@onecot59 I think the point is not that having a waitlist in general affects the yield. I think what they are saying is that who you put on the waitlist and who you accept affects the yield.
Here's a numerical example like you asked for. Let's say we have a school to which 200 students applied. 100 of the students view that school as their eighth choice, and the other 100 view that school as their first choice. Now consider two scenarios:
a) The 100 who view the school as their eighth choice are admitted, and the 100 who view the school as their first choice are waitlisted.
b) The 100 who view the school as their first choice are admitted, and the 100 who view the school as their eighth choice are waitlisted.
In all likelihood, the second scenario would produce a higher yield. Moral of the story: considering demonstrated interest when making admission decisions tends to increase yield. As I have said before, I'm not saying it is wrong to consider demonstrated interest when making admission decisions. It totally makes sense that a school would show preference to people who have shown preference to the school, and I think it is totally fair for a school to do that. All I'm saying is that it is incorrect to believe that it doesn't matter who you accept, the yield will remain the same.
"As I have said before, I'm not saying it is wrong to consider demonstrated interest when making admission decisions. It totally makes sense that a school would show preference to people who have shown preference to the school, and I think it is totally fair for a school to do that. All I'm saying is that it is incorrect to believe that it doesn't matter who you accept, the yield will remain the same."
EXACTLY what I mean, too! All applicants are not equal. For some, WashU is their love (like mine is Penn). For others, it is just a "back-up" (ex. If they don't get into HYPS etc., they'll go to WashU). The question is, if 100 people are qualified for admission, 50 have it as there #1, and 50 as their #10 (on a list of 10), should WashU only accept those who treat it as it's #1 (or demonstrate interest)? Or should they admit all 100 because based on their academics/ECs/essays/recs they fit the bill?
Basically, should interest be factored in? Is it fair?
The argument you are making is that Wash U wait list "over qualified" students to improve their yield. It is a fact they accept very very few of the wait list. So the rebuttal was if they rejected these applicants instead of wait listing them (which is what happens in the end), Wash U would have the same yield.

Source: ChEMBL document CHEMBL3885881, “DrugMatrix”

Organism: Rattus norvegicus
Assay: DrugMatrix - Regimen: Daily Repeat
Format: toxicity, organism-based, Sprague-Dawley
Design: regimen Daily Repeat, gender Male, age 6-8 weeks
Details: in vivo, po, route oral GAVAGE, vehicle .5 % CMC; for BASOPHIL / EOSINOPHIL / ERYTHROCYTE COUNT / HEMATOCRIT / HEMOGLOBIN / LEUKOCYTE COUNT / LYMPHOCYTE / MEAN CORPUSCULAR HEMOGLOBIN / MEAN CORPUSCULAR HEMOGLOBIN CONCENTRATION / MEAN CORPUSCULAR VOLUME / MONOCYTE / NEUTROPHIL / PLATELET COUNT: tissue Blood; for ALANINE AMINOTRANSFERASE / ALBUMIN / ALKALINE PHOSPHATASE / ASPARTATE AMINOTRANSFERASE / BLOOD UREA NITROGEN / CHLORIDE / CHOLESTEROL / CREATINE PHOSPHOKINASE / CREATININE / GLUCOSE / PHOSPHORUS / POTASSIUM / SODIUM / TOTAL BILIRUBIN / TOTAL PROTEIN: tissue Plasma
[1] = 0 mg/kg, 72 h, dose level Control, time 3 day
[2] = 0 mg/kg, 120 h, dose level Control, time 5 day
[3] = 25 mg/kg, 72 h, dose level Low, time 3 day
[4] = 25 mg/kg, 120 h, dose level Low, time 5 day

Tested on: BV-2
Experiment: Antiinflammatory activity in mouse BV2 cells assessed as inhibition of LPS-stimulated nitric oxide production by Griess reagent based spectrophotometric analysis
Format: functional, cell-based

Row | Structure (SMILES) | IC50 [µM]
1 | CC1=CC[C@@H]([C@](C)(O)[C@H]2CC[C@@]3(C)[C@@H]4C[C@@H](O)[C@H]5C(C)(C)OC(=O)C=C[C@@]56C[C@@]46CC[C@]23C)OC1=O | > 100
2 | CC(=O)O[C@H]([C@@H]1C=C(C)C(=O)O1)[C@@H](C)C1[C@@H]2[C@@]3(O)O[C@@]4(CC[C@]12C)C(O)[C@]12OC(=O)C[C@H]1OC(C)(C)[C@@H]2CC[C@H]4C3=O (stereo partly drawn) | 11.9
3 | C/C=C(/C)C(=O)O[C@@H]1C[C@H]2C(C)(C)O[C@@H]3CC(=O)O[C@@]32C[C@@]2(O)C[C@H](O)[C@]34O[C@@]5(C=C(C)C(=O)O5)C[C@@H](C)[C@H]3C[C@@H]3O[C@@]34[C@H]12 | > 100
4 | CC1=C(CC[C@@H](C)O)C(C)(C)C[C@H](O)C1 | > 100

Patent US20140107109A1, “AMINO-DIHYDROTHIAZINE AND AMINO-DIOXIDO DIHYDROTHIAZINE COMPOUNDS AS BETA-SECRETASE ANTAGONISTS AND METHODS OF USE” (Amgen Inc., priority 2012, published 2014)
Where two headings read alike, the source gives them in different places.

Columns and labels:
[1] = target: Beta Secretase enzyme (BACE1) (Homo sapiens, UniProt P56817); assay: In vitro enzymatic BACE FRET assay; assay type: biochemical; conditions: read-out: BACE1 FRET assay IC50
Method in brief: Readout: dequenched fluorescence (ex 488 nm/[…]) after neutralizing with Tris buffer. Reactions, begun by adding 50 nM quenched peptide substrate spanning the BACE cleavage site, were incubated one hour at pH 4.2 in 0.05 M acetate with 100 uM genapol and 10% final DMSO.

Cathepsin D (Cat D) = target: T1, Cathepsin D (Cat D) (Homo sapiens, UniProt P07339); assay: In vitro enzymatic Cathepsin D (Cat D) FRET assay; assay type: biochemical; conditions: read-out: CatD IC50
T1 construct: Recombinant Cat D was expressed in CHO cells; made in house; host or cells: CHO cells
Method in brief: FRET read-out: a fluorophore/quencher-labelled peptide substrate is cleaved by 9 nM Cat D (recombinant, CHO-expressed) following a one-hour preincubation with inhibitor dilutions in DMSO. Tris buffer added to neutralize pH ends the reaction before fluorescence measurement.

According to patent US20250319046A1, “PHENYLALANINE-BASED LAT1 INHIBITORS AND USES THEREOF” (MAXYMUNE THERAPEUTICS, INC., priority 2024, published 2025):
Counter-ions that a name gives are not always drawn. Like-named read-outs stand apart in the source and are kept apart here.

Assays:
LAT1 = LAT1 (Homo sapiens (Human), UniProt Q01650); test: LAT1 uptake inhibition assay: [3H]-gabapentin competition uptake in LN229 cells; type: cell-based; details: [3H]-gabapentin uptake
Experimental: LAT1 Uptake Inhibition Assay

I think you have now changed your agruement to Wash U accepts students who have Wash U as their first choice. The only way they could try to project that would be demonstrated interest. That is a much different argument.
Many schools place a significant factor on demonstrated interest. There are also plenty of top applicants (by the stats you want to use to measure an applicant) that were accepted to Wash U. If they didn't accept any applicants from the very top stat category, I could see your point that isn't the case. Many of the accepted applicants (see RD thread) state that they didn't show interest. It isn't all based on statistics. How many applicants ranked #1 in their class and how many applicants with 2300+ get rejected by the Ivies? Plenty.
I am sure Wash U has several goals including a strong diversified incoming class and good stats to promote based on stats for accepted applicants and yield. Not any different than the goals the Ivies have.
I don't see why applicants that aren't that interested in Wash U (applying as a safety to the Ivies) get upset when Wash U passes on them.
"I don't see why applicants that aren't that interested in Wash U (applying as a safety to the Ivies) get upset when Wash U passes on them."
I guess it's because people take admissions decisions emotionally/seriously. After all, you are basically opening up everything you've done in your life to these people (at least, for me, I tried to open up my heart and soul in every piece of my application). To an extent, they are judging you (I know everyone says that don't take it as a judgement on you, yada yada yada, but to me and many others, it is (again, to an extent)). I don't know about you, but I don't like feeling rejection. I know I'm not the best, but hey, rejection hurts/stings.
That is why, at least if I was in this situation (want to go to Ivys, WashU as back-up, then rejected), would be upset. After all, it's suppose to be your back-up! Back to my example of the dance, it's as if the girl that accepts everyone has now rejected you. Your immediate reaction is most likely, "what? how did this happen?". The same can be said for these kids who feel that they should've been accepted to their safety.
Is it appropriate for WashU to not accept kids who know are using their university as a back-up, not a top choice??
The Ivy League does NOT factor in interest what so ever (minus, MAYBE, being on their mailing list or not). Visits, info sessions, etc. don't take into account whether or not you get in. Shouldn't WashU do the same? Shouldn't it just admit people based on their academics/essays/recs/ECs, and NOT take into account if people put their school as #1 or not?
I don't see any reason why a school shouldn't take demonstrated interest into account. There are plenty of ways outside of a visit, such as applying to scholarships, going to info sessions, etc. I haven't heard one good argument for why a student's interest is not an important factor.
hardworking, I'd like to know what makes you so confident in the fact that the Ivies DON'T take demonstrated interest into account.